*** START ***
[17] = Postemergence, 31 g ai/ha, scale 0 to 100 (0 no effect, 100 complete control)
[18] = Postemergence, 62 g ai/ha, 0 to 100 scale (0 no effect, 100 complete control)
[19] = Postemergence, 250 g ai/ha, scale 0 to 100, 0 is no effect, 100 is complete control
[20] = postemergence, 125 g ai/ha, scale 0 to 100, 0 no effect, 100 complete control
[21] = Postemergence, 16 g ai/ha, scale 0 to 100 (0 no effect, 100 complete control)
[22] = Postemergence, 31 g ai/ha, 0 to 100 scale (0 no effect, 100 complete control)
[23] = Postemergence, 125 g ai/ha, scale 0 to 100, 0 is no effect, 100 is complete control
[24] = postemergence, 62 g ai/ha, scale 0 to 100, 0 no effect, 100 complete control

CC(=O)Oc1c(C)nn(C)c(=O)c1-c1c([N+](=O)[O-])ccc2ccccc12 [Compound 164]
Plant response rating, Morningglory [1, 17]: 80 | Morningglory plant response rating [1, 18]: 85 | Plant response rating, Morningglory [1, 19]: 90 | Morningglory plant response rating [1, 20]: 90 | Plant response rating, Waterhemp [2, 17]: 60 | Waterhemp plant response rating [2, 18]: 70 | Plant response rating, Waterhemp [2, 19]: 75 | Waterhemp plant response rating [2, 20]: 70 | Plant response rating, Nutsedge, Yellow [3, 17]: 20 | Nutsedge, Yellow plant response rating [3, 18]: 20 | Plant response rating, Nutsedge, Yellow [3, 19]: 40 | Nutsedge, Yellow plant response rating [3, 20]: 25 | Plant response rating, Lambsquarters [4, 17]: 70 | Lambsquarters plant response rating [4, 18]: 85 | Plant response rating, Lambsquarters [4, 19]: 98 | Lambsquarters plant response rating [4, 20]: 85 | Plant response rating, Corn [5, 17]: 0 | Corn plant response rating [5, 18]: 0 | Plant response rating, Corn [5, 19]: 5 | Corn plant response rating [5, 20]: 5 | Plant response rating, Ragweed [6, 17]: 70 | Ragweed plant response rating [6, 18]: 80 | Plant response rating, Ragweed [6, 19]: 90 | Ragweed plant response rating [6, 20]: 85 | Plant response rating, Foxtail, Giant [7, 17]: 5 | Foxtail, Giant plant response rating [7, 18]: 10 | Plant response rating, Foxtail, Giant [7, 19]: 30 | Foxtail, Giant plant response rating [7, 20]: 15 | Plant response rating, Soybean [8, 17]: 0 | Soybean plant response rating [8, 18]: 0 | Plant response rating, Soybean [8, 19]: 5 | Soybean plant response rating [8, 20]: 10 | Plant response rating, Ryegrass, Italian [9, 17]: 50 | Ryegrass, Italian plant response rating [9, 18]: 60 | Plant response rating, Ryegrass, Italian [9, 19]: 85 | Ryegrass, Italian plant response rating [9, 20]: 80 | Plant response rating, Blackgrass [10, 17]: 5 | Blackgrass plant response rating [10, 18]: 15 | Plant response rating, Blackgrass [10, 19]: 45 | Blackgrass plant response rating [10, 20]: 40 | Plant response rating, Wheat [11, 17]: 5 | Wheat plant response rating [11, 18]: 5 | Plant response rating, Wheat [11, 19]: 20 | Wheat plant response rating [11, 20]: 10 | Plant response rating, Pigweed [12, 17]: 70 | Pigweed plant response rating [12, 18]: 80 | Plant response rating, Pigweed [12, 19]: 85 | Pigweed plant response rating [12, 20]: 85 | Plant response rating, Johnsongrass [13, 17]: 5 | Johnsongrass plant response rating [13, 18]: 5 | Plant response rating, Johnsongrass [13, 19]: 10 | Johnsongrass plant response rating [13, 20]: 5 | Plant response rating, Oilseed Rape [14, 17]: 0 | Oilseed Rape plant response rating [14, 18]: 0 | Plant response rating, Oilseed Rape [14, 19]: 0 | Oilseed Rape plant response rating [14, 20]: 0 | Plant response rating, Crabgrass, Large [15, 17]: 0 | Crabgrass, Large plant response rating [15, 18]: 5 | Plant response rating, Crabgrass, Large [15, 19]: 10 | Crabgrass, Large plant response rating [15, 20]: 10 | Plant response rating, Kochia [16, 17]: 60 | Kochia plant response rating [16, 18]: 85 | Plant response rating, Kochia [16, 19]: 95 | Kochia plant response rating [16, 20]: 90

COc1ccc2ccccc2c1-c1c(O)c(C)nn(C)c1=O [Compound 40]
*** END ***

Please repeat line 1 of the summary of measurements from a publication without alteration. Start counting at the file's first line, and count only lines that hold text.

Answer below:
[17] = Postemergence, 31 g ai/ha, scale 0 to 100 (0 no effect, 100 complete control)